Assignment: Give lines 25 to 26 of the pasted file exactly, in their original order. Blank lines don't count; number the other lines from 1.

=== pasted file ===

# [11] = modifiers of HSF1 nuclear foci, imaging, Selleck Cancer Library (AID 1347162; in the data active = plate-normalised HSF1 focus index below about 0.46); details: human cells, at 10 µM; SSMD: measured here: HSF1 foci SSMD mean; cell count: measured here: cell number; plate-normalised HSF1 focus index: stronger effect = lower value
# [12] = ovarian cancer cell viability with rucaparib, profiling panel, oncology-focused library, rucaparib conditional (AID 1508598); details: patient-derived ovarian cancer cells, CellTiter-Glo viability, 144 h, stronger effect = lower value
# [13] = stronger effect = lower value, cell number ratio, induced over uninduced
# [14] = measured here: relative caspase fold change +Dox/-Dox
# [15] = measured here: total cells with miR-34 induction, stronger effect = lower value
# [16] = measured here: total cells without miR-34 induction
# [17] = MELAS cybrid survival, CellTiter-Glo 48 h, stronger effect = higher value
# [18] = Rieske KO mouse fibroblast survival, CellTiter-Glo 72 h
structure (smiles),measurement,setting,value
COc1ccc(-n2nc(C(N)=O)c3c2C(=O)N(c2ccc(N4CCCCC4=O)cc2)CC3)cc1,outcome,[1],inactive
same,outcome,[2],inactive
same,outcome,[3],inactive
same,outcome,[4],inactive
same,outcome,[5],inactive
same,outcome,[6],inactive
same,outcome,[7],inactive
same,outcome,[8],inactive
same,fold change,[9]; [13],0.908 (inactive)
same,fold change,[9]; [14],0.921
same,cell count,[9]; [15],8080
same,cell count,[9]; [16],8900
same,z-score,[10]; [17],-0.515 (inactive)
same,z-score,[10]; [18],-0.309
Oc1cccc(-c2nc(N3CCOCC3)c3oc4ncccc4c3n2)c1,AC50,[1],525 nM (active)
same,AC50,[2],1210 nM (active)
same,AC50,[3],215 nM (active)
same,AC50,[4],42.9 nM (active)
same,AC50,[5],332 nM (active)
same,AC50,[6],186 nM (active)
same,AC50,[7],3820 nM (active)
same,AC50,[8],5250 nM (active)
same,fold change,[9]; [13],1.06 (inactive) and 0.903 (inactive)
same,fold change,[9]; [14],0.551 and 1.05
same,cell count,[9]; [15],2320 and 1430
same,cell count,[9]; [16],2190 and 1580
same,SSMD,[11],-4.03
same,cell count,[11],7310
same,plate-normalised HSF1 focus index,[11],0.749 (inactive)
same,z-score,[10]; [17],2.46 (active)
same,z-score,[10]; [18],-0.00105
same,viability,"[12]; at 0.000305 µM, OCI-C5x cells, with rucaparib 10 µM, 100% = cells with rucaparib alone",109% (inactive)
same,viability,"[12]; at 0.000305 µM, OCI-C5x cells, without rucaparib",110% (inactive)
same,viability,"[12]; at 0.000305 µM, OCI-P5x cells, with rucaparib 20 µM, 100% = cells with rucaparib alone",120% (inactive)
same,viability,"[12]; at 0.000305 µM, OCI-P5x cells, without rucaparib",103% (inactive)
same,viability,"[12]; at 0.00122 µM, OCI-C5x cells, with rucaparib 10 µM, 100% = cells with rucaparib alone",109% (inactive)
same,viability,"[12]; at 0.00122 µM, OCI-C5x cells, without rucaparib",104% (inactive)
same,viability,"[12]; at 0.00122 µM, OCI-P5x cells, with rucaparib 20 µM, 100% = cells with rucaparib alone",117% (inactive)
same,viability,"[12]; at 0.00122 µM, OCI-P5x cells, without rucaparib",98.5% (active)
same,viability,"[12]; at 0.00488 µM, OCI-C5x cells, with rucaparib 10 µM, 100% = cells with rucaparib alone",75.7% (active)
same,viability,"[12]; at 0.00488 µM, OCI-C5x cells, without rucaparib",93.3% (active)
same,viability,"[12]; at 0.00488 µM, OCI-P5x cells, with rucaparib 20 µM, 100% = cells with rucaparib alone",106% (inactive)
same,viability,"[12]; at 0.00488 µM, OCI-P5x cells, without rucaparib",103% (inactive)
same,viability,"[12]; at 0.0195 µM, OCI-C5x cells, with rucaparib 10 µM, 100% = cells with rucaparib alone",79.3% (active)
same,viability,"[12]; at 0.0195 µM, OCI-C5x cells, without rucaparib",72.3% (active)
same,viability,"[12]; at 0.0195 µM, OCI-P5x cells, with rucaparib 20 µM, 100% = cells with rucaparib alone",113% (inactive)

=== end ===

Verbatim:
same,AC50,[2],1210 nM (active)
same,AC50,[3],215 nM (active)